Adventus

"The central doctrine of Christianity, then, is not that God is a bastard. It is, in the words of the late Dominican theologian Herbert McCabe, that if you don’t love you’re dead, and if you do, they’ll kill you."--Terry Eagleton

"It is impossible for me to say in my book one word about all that music has meant in my life. How then can I hope to be understood?--Ludwig Wittgenstein

“The opposite of poverty is not wealth; the opposite of poverty is justice."--Bryan Stevenson

Sunday, August 29, 2010

Where Angels Fear to Tread


Politics, that is. Just noting two things about the Rev. Dr. Martin Luther King, Jr., two things far beyond "I have a dream" and that beautiful vision of a non-racially divided America that all white Americans seem to think is all Dr. King ever had to say:

1)
KING believed that it was America’s collective responsibility to provide economic justice for all. In 1961, the civil rights leader addressed the AFL-CIO on his vision of the American Dream. King said that his vision of America’s promise was a country where “equality of opportunity, of privilege and property [are] widely distributed; a dream of a land where men will not take necessities from the many to give luxuries to the few.” King helped launch a Poor People’s Campaign based around demanding that “President Lyndon Johnson and Congress help the poor get jobs, health care and decent homes.” The civil rights legend explained that poverty was a problem that couldn’t be solved without a “the nation spending billions of dollars — and undergoing a radical redistribution of economic power.” He spent the last days of his life campaigning on behalf of a living wage for striking sanitation workers in Memphis, Tennessee.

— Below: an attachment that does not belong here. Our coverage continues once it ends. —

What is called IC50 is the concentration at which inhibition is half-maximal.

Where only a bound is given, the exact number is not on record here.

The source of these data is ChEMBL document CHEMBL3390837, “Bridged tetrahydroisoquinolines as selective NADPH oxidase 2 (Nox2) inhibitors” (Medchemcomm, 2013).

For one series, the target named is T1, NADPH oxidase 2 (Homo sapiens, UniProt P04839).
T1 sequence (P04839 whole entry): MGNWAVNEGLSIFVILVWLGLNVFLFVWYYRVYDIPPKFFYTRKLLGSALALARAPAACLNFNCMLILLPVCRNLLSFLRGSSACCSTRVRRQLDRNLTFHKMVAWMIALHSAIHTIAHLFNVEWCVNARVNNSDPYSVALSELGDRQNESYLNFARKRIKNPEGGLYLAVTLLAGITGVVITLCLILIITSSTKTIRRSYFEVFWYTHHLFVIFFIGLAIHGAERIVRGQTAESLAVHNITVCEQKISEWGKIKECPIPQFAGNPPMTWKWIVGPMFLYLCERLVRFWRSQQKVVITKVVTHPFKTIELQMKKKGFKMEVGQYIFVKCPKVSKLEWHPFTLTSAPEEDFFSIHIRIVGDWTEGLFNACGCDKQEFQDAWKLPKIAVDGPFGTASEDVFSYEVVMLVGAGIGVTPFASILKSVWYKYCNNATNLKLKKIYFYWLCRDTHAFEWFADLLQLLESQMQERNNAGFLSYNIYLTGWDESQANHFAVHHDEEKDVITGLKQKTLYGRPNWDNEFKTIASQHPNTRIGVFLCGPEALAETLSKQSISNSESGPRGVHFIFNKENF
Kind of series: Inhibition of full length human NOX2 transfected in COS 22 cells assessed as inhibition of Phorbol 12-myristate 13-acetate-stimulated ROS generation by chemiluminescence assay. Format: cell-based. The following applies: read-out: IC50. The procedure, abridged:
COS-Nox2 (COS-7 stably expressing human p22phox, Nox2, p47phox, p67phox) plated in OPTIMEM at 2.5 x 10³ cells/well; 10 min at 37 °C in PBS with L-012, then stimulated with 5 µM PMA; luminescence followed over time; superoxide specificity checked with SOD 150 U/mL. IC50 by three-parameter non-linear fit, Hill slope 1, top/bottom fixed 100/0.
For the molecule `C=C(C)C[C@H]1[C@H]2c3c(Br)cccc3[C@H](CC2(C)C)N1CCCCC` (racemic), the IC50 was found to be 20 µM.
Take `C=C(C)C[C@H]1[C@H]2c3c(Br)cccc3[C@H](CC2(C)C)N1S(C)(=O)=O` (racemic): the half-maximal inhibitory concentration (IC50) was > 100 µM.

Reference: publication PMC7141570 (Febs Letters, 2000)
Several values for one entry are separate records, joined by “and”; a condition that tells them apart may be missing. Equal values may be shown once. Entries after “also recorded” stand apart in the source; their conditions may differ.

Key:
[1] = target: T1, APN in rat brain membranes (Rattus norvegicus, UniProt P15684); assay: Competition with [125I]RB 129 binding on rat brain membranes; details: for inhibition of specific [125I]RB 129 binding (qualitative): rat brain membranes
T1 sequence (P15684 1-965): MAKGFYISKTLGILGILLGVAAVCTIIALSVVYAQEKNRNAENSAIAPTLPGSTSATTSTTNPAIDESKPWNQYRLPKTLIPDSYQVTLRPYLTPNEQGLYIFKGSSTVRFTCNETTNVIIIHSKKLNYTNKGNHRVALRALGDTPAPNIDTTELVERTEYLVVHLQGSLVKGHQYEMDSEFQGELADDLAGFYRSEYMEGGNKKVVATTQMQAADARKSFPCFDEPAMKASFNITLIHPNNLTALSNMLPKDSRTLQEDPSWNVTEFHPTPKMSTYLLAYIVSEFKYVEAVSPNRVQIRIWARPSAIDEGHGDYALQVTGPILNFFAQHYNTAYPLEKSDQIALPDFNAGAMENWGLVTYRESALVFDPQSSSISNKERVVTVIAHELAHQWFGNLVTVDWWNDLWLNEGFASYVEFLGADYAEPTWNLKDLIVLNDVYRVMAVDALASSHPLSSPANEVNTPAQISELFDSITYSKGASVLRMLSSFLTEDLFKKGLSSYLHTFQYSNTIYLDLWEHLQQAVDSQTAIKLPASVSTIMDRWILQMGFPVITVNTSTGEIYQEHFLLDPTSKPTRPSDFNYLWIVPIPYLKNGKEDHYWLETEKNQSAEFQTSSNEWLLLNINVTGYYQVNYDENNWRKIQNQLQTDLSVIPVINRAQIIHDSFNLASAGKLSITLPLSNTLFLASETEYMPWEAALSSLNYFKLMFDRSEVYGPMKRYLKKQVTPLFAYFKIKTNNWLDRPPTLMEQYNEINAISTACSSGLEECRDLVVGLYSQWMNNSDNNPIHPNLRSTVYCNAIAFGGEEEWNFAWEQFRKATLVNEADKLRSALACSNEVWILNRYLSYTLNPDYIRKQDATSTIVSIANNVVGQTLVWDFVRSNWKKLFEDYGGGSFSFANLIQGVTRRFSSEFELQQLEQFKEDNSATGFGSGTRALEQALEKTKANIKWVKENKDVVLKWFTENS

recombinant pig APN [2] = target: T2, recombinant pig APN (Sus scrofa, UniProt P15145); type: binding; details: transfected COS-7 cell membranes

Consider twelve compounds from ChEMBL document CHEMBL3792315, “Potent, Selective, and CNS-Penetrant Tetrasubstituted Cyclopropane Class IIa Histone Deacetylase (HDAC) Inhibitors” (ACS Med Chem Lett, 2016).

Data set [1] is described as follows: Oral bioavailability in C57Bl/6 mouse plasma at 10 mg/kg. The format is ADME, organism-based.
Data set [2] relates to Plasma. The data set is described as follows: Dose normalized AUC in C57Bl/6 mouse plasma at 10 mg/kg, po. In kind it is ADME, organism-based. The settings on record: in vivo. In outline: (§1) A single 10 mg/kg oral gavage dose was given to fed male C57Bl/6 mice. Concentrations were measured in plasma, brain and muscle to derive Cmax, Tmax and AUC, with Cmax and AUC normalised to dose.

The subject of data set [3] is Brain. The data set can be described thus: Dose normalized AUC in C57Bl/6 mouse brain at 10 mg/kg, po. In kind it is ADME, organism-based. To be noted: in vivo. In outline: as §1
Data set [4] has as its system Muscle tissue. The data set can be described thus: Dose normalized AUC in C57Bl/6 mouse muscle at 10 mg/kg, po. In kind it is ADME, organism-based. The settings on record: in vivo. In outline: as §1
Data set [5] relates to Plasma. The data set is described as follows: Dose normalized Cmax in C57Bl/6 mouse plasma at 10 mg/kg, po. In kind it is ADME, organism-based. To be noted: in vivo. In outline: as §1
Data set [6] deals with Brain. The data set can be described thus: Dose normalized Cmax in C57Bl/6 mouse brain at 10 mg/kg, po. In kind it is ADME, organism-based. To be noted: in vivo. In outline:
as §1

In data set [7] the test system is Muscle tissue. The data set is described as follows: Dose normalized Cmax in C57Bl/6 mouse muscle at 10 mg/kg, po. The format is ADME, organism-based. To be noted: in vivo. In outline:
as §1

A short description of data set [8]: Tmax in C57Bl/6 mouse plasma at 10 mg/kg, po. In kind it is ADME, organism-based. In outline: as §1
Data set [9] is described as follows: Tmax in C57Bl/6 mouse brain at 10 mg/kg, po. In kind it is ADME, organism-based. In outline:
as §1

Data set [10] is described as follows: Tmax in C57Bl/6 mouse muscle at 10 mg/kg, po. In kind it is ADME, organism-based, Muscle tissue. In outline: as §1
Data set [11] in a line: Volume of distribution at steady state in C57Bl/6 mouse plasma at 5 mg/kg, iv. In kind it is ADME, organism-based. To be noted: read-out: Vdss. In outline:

2)
KING believed in loving those who disagreed with him and engaging in thoughtful dialogue. One of the hallmarks of King’s philosophy and what separated him from many other African American leaders was his advocacy for maintaining thoughtful and respectful dialogue with those who disagreed with his goals. In 1957, the civil rights leader gave a sermon titled, “Loving Your Enemies.” King said that a man must “discover the element of good in his enemy, and every time you begin to hate that person and think of hating that person, realize that there is some good there and look at those good points which will over-balance the bad points.” He practiced nonviolence and even asked civil rights demonstrators to not fight back when attacked by white racists. He demanded of his fellow demonstrators a “refusal to hate.”
Frank Rich, among others, continues to criticize Obama for not attacking his political opponents. Perhaps not, like Glenn Beck does, "with vicious and hateful language." But most critics of Obama insist he'd get further with verbal assaults on Republicans, than with trying to work with them. It's worth noting King was being vilified for the same reasons just before he was shot to death, and his moral authority, which has reached sanctified status in the wake of his death, was at a very low ebb at the time.

Today it seems to be based more on what he didn't do, than on what he did. That may, or may not, be a political lesson. But today, nobody remembers King's most famous speech came during the "March on Washington for Jobs and Freedom."

In the months leading up to the march, Kennedy, Wilkins, and Young did everything they could to ensure that the speeches made at the march would be temperate in tone and moderate in their calls. In the push to make the march “respectable” rather than offensive to the administration and much of white America, the original economic focus of the march was lost.
47 years later, it still is.

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